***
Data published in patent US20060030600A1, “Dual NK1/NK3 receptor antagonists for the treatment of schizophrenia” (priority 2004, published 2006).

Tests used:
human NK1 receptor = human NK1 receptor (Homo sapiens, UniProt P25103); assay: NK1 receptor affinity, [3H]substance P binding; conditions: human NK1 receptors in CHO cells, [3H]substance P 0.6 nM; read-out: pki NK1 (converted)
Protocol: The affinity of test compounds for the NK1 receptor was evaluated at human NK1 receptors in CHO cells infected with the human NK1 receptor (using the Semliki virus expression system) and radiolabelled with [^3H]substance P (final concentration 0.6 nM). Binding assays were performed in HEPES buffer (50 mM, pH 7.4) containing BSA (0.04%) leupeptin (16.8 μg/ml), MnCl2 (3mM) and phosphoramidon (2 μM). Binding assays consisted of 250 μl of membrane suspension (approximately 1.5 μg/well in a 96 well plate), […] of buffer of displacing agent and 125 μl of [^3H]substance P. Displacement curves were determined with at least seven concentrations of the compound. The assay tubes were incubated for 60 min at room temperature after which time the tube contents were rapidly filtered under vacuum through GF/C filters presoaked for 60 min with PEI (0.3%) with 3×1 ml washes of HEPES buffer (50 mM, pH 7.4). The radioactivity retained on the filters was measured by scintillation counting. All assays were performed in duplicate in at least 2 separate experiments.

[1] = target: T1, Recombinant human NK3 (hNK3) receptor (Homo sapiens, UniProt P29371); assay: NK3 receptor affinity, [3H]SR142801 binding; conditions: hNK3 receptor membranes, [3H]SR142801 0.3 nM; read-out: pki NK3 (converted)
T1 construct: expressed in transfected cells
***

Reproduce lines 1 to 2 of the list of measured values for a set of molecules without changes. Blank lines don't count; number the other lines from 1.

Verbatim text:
Data published in patent US20060030600A1, “Dual NK1/NK3 receptor antagonists for the treatment of schizophrenia” (priority 2004, published 2006).

Tests used: